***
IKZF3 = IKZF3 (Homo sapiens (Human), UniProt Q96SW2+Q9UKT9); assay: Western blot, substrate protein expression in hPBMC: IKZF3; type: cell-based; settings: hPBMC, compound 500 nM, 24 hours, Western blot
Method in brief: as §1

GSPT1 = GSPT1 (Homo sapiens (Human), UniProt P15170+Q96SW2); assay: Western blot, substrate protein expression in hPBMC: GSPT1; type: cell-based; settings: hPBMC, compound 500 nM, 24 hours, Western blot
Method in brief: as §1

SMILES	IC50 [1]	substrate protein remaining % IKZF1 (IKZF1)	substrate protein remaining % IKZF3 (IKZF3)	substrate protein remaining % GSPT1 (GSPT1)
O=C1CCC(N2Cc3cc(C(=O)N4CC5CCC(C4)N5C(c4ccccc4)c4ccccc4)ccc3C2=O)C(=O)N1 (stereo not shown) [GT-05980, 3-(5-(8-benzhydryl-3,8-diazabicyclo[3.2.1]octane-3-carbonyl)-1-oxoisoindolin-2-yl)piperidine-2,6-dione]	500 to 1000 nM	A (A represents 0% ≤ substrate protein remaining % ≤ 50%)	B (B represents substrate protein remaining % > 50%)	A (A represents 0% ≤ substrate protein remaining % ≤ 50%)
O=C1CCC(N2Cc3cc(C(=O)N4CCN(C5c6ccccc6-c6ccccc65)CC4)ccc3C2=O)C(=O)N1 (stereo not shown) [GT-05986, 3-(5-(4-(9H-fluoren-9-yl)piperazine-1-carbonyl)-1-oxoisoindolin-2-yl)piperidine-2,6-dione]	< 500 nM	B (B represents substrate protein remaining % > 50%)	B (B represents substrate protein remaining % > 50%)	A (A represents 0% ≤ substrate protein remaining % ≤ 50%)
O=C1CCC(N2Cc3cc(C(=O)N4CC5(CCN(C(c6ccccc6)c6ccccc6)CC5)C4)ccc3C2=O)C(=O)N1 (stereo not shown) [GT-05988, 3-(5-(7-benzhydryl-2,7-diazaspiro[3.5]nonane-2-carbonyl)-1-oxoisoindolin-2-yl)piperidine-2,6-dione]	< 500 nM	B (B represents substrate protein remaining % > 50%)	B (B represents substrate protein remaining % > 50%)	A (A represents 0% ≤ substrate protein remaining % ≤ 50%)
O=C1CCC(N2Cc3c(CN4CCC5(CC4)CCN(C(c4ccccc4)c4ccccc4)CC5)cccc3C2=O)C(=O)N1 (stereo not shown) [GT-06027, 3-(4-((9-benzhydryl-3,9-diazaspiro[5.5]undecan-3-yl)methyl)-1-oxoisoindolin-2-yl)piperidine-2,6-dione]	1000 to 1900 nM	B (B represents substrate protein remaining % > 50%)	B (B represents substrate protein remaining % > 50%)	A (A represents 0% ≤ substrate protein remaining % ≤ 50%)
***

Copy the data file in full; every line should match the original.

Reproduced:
IKZF3 = IKZF3 (Homo sapiens (Human), UniProt Q96SW2+Q9UKT9); assay: Western blot, substrate protein expression in hPBMC: IKZF3; type: cell-based; settings: hPBMC, compound 500 nM, 24 hours, Western blot
Method in brief: as §1

GSPT1 = GSPT1 (Homo sapiens (Human), UniProt P15170+Q96SW2); assay: Western blot, substrate protein expression in hPBMC: GSPT1; type: cell-based; settings: hPBMC, compound 500 nM, 24 hours, Western blot
Method in brief: as §1

SMILES	IC50 [1]	substrate protein remaining % IKZF1 (IKZF1)	substrate protein remaining % IKZF3 (IKZF3)	substrate protein remaining % GSPT1 (GSPT1)
O=C1CCC(N2Cc3cc(C(=O)N4CC5CCC(C4)N5C(c4ccccc4)c4ccccc4)ccc3C2=O)C(=O)N1 (stereo not shown) [GT-05980, 3-(5-(8-benzhydryl-3,8-diazabicyclo[3.2.1]octane-3-carbonyl)-1-oxoisoindolin-2-yl)piperidine-2,6-dione]	500 to 1000 nM	A (A represents 0% ≤ substrate protein remaining % ≤ 50%)	B (B represents substrate protein remaining % > 50%)	A (A represents 0% ≤ substrate protein remaining % ≤ 50%)
O=C1CCC(N2Cc3cc(C(=O)N4CCN(C5c6ccccc6-c6ccccc65)CC4)ccc3C2=O)C(=O)N1 (stereo not shown) [GT-05986, 3-(5-(4-(9H-fluoren-9-yl)piperazine-1-carbonyl)-1-oxoisoindolin-2-yl)piperidine-2,6-dione]	< 500 nM	B (B represents substrate protein remaining % > 50%)	B (B represents substrate protein remaining % > 50%)	A (A represents 0% ≤ substrate protein remaining % ≤ 50%)
O=C1CCC(N2Cc3cc(C(=O)N4CC5(CCN(C(c6ccccc6)c6ccccc6)CC5)C4)ccc3C2=O)C(=O)N1 (stereo not shown) [GT-05988, 3-(5-(7-benzhydryl-2,7-diazaspiro[3.5]nonane-2-carbonyl)-1-oxoisoindolin-2-yl)piperidine-2,6-dione]	< 500 nM	B (B represents substrate protein remaining % > 50%)	B (B represents substrate protein remaining % > 50%)	A (A represents 0% ≤ substrate protein remaining % ≤ 50%)
O=C1CCC(N2Cc3c(CN4CCC5(CC4)CCN(C(c4ccccc4)c4ccccc4)CC5)cccc3C2=O)C(=O)N1 (stereo not shown) [GT-06027, 3-(4-((9-benzhydryl-3,9-diazaspiro[5.5]undecan-3-yl)methyl)-1-oxoisoindolin-2-yl)piperidine-2,6-dione]	1000 to 1900 nM	B (B represents substrate protein remaining % > 50%)	B (B represents substrate protein remaining % > 50%)	A (A represents 0% ≤ substrate protein remaining % ≤ 50%)